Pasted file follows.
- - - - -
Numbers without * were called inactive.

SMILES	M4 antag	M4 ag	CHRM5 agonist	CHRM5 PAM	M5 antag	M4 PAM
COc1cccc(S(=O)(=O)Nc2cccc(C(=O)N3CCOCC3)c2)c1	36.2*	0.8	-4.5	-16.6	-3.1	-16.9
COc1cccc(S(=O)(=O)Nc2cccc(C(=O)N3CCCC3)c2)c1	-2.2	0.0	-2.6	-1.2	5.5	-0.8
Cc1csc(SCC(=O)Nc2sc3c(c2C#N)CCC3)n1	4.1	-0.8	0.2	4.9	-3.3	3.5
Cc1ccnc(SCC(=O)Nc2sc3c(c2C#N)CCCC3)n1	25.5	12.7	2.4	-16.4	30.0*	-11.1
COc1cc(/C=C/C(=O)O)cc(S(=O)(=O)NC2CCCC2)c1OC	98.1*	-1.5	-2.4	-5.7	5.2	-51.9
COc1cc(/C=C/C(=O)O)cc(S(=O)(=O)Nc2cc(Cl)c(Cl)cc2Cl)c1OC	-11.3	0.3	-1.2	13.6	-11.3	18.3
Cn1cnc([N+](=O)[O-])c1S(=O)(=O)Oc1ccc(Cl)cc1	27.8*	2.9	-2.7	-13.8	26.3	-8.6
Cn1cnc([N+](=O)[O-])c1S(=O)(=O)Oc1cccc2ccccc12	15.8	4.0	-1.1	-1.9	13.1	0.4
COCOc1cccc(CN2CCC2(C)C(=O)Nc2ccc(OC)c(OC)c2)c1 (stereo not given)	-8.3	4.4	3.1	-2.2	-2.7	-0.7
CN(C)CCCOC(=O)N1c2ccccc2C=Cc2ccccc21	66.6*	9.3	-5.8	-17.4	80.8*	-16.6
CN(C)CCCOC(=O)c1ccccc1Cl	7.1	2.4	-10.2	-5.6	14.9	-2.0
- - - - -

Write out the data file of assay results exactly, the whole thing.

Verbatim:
Numbers without * were called inactive.

SMILES	M4 antag	M4 ag	CHRM5 agonist	CHRM5 PAM	M5 antag	M4 PAM
COc1cccc(S(=O)(=O)Nc2cccc(C(=O)N3CCOCC3)c2)c1	36.2*	0.8	-4.5	-16.6	-3.1	-16.9
COc1cccc(S(=O)(=O)Nc2cccc(C(=O)N3CCCC3)c2)c1	-2.2	0.0	-2.6	-1.2	5.5	-0.8
Cc1csc(SCC(=O)Nc2sc3c(c2C#N)CCC3)n1	4.1	-0.8	0.2	4.9	-3.3	3.5
Cc1ccnc(SCC(=O)Nc2sc3c(c2C#N)CCCC3)n1	25.5	12.7	2.4	-16.4	30.0*	-11.1
COc1cc(/C=C/C(=O)O)cc(S(=O)(=O)NC2CCCC2)c1OC	98.1*	-1.5	-2.4	-5.7	5.2	-51.9
COc1cc(/C=C/C(=O)O)cc(S(=O)(=O)Nc2cc(Cl)c(Cl)cc2Cl)c1OC	-11.3	0.3	-1.2	13.6	-11.3	18.3
Cn1cnc([N+](=O)[O-])c1S(=O)(=O)Oc1ccc(Cl)cc1	27.8*	2.9	-2.7	-13.8	26.3	-8.6
Cn1cnc([N+](=O)[O-])c1S(=O)(=O)Oc1cccc2ccccc12	15.8	4.0	-1.1	-1.9	13.1	0.4
COCOc1cccc(CN2CCC2(C)C(=O)Nc2ccc(OC)c(OC)c2)c1 (stereo not given)	-8.3	4.4	3.1	-2.2	-2.7	-0.7
CN(C)CCCOC(=O)N1c2ccccc2C=Cc2ccccc21	66.6*	9.3	-5.8	-17.4	80.8*	-16.6
CN(C)CCCOC(=O)c1ccccc1Cl	7.1	2.4	-10.2	-5.6	14.9	-2.0